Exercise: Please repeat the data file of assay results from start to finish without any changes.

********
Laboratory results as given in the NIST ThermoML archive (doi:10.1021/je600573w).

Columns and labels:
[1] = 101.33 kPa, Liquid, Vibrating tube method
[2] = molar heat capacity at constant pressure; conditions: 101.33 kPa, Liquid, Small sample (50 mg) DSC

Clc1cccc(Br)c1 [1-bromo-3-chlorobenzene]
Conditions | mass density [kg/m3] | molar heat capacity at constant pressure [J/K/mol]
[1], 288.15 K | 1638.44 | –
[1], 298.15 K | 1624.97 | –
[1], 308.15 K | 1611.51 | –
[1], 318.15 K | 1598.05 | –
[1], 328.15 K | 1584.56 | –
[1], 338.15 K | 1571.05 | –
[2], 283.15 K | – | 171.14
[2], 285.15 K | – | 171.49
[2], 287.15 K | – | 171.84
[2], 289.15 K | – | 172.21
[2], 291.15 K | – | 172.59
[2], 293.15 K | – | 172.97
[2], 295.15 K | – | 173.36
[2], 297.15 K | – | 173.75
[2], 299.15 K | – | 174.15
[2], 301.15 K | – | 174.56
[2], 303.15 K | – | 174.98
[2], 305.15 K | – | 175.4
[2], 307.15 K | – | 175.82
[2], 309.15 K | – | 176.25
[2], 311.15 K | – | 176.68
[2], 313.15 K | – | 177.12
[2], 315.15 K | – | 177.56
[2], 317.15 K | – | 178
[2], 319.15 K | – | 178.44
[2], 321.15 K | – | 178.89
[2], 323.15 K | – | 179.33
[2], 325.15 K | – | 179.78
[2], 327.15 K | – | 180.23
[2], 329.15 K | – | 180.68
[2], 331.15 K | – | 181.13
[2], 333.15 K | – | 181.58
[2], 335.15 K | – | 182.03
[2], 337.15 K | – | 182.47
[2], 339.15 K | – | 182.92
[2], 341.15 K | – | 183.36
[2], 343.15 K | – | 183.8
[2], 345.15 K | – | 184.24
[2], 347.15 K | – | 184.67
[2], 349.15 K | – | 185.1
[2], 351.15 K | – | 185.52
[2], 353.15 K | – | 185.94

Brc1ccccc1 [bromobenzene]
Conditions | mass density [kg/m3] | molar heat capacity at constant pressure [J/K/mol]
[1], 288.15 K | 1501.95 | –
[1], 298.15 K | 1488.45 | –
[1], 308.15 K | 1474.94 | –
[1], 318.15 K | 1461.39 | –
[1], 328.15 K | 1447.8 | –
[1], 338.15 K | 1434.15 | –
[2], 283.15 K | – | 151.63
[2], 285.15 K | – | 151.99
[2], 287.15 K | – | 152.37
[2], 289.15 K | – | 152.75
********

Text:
Laboratory results as given in the NIST ThermoML archive (doi:10.1021/je600573w).

Columns and labels:
[1] = 101.33 kPa, Liquid, Vibrating tube method
[2] = molar heat capacity at constant pressure; conditions: 101.33 kPa, Liquid, Small sample (50 mg) DSC

Clc1cccc(Br)c1 [1-bromo-3-chlorobenzene]
Conditions | mass density [kg/m3] | molar heat capacity at constant pressure [J/K/mol]
[1], 288.15 K | 1638.44 | –
[1], 298.15 K | 1624.97 | –
[1], 308.15 K | 1611.51 | –
[1], 318.15 K | 1598.05 | –
[1], 328.15 K | 1584.56 | –
[1], 338.15 K | 1571.05 | –
[2], 283.15 K | – | 171.14
[2], 285.15 K | – | 171.49
[2], 287.15 K | – | 171.84
[2], 289.15 K | – | 172.21
[2], 291.15 K | – | 172.59
[2], 293.15 K | – | 172.97
[2], 295.15 K | – | 173.36
[2], 297.15 K | – | 173.75
[2], 299.15 K | – | 174.15
[2], 301.15 K | – | 174.56
[2], 303.15 K | – | 174.98
[2], 305.15 K | – | 175.4
[2], 307.15 K | – | 175.82
[2], 309.15 K | – | 176.25
[2], 311.15 K | – | 176.68
[2], 313.15 K | – | 177.12
[2], 315.15 K | – | 177.56
[2], 317.15 K | – | 178
[2], 319.15 K | – | 178.44
[2], 321.15 K | – | 178.89
[2], 323.15 K | – | 179.33
[2], 325.15 K | – | 179.78
[2], 327.15 K | – | 180.23
[2], 329.15 K | – | 180.68
[2], 331.15 K | – | 181.13
[2], 333.15 K | – | 181.58
[2], 335.15 K | – | 182.03
[2], 337.15 K | – | 182.47
[2], 339.15 K | – | 182.92
[2], 341.15 K | – | 183.36
[2], 343.15 K | – | 183.8
[2], 345.15 K | – | 184.24
[2], 347.15 K | – | 184.67
[2], 349.15 K | – | 185.1
[2], 351.15 K | – | 185.52
[2], 353.15 K | – | 185.94

Brc1ccccc1 [bromobenzene]
Conditions | mass density [kg/m3] | molar heat capacity at constant pressure [J/K/mol]
[1], 288.15 K | 1501.95 | –
[1], 298.15 K | 1488.45 | –
[1], 308.15 K | 1474.94 | –
[1], 318.15 K | 1461.39 | –
[1], 328.15 K | 1447.8 | –
[1], 338.15 K | 1434.15 | –
[2], 283.15 K | – | 151.63
[2], 285.15 K | – | 151.99
[2], 287.15 K | – | 152.37
[2], 289.15 K | – | 152.75